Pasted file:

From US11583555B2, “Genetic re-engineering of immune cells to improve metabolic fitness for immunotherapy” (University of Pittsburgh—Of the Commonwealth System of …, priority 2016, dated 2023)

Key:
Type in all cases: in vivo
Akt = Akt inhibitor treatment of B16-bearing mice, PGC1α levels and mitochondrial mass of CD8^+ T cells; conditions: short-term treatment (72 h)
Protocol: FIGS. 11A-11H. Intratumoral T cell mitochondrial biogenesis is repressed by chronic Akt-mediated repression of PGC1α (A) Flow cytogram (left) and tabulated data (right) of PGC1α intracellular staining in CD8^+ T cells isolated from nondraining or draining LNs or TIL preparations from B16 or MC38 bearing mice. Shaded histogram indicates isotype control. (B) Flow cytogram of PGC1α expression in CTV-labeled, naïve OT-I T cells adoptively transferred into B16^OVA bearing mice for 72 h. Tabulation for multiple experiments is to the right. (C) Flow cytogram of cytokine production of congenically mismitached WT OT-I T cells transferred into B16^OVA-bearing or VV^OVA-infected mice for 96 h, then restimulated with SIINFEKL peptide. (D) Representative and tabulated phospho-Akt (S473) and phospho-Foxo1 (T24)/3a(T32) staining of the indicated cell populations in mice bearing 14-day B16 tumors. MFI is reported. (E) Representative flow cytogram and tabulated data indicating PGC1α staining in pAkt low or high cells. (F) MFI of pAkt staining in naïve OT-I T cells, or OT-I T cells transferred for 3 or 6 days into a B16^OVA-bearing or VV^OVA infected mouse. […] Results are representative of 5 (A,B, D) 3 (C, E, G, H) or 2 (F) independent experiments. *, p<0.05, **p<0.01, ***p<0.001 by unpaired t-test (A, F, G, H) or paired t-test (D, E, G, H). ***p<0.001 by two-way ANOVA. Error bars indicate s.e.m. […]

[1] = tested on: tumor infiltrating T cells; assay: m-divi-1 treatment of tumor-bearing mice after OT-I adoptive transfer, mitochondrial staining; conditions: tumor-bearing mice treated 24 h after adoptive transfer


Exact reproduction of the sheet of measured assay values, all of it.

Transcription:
From US11583555B2, “Genetic re-engineering of immune cells to improve metabolic fitness for immunotherapy” (University of Pittsburgh—Of the Commonwealth System of …, priority 2016, dated 2023)

Key:
Type in all cases: in vivo
Akt = Akt inhibitor treatment of B16-bearing mice, PGC1α levels and mitochondrial mass of CD8^+ T cells; conditions: short-term treatment (72 h)
Protocol: FIGS. 11A-11H. Intratumoral T cell mitochondrial biogenesis is repressed by chronic Akt-mediated repression of PGC1α (A) Flow cytogram (left) and tabulated data (right) of PGC1α intracellular staining in CD8^+ T cells isolated from nondraining or draining LNs or TIL preparations from B16 or MC38 bearing mice. Shaded histogram indicates isotype control. (B) Flow cytogram of PGC1α expression in CTV-labeled, naïve OT-I T cells adoptively transferred into B16^OVA bearing mice for 72 h. Tabulation for multiple experiments is to the right. (C) Flow cytogram of cytokine production of congenically mismitached WT OT-I T cells transferred into B16^OVA-bearing or VV^OVA-infected mice for 96 h, then restimulated with SIINFEKL peptide. (D) Representative and tabulated phospho-Akt (S473) and phospho-Foxo1 (T24)/3a(T32) staining of the indicated cell populations in mice bearing 14-day B16 tumors. MFI is reported. (E) Representative flow cytogram and tabulated data indicating PGC1α staining in pAkt low or high cells. (F) MFI of pAkt staining in naïve OT-I T cells, or OT-I T cells transferred for 3 or 6 days into a B16^OVA-bearing or VV^OVA infected mouse. […] Results are representative of 5 (A,B, D) 3 (C, E, G, H) or 2 (F) independent experiments. *, p<0.05, **p<0.01, ***p<0.001 by unpaired t-test (A, F, G, H) or paired t-test (D, E, G, H). ***p<0.001 by two-way ANOVA. Error bars indicate s.e.m. […]

[1] = tested on: tumor infiltrating T cells; assay: m-divi-1 treatment of tumor-bearing mice after OT-I adoptive transfer, mitochondrial staining; conditions: tumor-bearing mice treated 24 h after adoptive transfer